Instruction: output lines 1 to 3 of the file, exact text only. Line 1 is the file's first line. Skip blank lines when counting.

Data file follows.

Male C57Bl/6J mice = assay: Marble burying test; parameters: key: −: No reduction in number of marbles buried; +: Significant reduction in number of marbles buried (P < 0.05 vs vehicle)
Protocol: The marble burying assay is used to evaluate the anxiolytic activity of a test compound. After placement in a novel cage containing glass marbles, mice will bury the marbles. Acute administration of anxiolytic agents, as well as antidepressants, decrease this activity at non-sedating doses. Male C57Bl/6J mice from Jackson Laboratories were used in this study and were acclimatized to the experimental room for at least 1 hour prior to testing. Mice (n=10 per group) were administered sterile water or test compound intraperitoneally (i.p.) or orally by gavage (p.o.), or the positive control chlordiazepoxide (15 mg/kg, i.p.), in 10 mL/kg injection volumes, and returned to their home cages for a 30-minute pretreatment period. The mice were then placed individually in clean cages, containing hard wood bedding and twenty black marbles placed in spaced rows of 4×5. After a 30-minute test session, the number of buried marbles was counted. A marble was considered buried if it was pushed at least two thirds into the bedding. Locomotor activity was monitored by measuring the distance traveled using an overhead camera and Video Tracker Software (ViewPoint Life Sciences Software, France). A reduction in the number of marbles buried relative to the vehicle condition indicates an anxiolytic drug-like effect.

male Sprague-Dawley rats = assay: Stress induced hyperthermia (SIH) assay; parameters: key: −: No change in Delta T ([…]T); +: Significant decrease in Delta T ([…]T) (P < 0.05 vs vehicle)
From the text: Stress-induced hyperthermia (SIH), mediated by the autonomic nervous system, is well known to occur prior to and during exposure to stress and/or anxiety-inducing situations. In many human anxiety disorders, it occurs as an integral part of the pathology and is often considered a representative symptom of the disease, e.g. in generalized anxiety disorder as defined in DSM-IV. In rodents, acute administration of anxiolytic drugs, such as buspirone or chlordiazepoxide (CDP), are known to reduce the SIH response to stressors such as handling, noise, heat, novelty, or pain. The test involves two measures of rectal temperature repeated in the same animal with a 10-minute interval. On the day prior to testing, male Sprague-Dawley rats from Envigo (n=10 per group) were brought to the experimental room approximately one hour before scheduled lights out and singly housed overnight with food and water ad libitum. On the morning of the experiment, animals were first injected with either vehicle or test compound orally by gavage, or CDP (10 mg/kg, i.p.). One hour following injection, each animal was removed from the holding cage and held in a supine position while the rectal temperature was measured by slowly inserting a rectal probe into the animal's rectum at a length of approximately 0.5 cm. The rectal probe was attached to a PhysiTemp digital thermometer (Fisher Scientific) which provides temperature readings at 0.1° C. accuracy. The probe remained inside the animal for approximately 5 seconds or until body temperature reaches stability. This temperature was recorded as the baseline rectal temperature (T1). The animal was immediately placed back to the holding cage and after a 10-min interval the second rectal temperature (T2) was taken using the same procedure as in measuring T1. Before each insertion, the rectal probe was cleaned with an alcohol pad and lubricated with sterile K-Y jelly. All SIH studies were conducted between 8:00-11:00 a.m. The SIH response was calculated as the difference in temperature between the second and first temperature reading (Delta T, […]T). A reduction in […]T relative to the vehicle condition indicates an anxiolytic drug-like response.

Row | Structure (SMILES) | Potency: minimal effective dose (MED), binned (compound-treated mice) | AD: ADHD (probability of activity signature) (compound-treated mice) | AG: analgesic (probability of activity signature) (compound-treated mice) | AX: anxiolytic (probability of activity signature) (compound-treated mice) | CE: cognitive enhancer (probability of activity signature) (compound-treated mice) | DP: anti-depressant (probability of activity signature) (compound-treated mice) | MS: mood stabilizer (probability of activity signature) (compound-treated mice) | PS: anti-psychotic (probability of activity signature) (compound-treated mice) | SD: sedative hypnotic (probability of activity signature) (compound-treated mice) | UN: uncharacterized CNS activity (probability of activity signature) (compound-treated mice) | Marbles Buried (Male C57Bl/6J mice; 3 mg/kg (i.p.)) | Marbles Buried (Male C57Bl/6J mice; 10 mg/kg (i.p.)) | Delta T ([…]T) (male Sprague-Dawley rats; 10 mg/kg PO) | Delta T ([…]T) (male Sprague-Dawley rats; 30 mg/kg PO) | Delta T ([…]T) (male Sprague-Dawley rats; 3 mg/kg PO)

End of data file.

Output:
Male C57Bl/6J mice = assay: Marble burying test; parameters: key: −: No reduction in number of marbles buried; +: Significant reduction in number of marbles buried (P < 0.05 vs vehicle)
Protocol: The marble burying assay is used to evaluate the anxiolytic activity of a test compound. After placement in a novel cage containing glass marbles, mice will bury the marbles. Acute administration of anxiolytic agents, as well as antidepressants, decrease this activity at non-sedating doses. Male C57Bl/6J mice from Jackson Laboratories were used in this study and were acclimatized to the experimental room for at least 1 hour prior to testing. Mice (n=10 per group) were administered sterile water or test compound intraperitoneally (i.p.) or orally by gavage (p.o.), or the positive control chlordiazepoxide (15 mg/kg, i.p.), in 10 mL/kg injection volumes, and returned to their home cages for a 30-minute pretreatment period. The mice were then placed individually in clean cages, containing hard wood bedding and twenty black marbles placed in spaced rows of 4×5. After a 30-minute test session, the number of buried marbles was counted. A marble was considered buried if it was pushed at least two thirds into the bedding. Locomotor activity was monitored by measuring the distance traveled using an overhead camera and Video Tracker Software (ViewPoint Life Sciences Software, France). A reduction in the number of marbles buried relative to the vehicle condition indicates an anxiolytic drug-like effect.

male Sprague-Dawley rats = assay: Stress induced hyperthermia (SIH) assay; parameters: key: −: No change in Delta T ([…]T); +: Significant decrease in Delta T ([…]T) (P < 0.05 vs vehicle)